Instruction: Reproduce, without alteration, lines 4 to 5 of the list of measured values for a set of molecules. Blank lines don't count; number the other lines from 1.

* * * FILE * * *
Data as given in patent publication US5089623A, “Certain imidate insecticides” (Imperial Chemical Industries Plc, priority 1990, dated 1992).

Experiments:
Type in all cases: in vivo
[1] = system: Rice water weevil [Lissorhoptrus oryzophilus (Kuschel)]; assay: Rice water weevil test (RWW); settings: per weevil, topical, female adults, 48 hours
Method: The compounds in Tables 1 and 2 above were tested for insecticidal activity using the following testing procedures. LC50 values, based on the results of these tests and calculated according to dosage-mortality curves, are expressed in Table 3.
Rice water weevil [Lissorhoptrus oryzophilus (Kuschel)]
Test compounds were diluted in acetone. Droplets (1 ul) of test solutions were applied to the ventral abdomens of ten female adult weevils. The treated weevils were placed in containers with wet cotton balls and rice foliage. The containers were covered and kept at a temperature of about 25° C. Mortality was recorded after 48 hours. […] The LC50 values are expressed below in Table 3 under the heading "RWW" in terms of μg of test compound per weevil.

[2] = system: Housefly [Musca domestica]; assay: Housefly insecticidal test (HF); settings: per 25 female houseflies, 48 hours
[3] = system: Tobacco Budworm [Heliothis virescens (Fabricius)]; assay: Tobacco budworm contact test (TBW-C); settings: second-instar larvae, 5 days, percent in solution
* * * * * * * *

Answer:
[1] = system: Rice water weevil [Lissorhoptrus oryzophilus (Kuschel)]; assay: Rice water weevil test (RWW); settings: per weevil, topical, female adults, 48 hours
Method: The compounds in Tables 1 and 2 above were tested for insecticidal activity using the following testing procedures. LC50 values, based on the results of these tests and calculated according to dosage-mortality curves, are expressed in Table 3.